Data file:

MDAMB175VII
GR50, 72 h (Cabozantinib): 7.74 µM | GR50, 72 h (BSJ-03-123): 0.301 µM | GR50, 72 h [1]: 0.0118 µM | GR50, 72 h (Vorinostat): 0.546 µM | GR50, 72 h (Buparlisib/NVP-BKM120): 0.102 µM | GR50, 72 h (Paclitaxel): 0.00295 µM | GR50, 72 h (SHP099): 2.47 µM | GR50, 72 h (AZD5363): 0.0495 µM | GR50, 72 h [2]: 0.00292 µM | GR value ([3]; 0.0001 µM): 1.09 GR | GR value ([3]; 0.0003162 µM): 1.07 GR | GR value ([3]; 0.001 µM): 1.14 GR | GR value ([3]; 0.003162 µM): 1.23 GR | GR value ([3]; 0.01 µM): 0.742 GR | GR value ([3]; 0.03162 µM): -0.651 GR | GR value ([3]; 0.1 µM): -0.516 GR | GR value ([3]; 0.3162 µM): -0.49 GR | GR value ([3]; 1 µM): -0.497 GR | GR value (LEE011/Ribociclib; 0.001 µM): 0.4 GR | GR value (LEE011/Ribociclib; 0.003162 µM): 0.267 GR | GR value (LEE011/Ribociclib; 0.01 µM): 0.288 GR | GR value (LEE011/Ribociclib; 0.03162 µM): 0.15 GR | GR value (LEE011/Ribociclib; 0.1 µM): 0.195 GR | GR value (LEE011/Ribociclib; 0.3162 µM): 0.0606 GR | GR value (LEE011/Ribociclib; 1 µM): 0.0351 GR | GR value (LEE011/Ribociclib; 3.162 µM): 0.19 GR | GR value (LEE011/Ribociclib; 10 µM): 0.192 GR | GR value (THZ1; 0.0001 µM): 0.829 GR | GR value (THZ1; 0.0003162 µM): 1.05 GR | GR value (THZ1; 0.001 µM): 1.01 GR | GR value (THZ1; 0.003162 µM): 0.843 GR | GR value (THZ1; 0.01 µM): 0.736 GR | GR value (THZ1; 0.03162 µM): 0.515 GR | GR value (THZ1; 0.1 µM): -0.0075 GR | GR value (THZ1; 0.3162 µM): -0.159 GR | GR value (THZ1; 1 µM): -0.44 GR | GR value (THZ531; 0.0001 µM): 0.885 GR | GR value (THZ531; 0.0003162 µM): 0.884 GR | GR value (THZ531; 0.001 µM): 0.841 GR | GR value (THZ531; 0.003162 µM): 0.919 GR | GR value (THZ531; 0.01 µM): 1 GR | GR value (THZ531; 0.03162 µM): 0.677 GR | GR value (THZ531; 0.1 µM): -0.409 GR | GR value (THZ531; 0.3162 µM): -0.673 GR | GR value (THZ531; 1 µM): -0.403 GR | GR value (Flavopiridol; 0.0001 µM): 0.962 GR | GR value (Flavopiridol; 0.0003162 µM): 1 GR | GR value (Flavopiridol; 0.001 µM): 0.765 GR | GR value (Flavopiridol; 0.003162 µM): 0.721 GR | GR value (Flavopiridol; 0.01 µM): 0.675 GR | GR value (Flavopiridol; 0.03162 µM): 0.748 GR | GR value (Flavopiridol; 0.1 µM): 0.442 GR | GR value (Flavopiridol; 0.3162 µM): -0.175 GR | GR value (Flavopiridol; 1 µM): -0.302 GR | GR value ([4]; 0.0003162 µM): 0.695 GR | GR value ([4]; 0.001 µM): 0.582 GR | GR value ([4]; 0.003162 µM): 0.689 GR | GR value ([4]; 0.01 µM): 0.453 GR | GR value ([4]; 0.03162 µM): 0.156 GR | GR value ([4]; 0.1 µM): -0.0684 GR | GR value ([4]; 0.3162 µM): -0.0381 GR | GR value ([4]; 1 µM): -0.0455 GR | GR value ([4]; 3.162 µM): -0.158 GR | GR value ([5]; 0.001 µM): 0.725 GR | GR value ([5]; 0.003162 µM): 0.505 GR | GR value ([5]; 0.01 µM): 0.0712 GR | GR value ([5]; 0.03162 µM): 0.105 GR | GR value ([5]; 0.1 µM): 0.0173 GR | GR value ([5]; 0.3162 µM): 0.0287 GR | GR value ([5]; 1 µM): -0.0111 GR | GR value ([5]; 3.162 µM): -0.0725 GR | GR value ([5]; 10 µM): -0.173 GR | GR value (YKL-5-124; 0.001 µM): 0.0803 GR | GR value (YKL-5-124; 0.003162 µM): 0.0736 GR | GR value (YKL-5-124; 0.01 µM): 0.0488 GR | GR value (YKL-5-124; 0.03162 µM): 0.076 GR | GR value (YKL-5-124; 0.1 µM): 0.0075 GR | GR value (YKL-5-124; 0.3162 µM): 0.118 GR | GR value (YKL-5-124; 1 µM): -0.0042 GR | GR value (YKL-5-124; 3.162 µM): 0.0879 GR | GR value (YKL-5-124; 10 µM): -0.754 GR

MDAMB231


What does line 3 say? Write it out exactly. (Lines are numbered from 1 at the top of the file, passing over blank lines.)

MDAMB231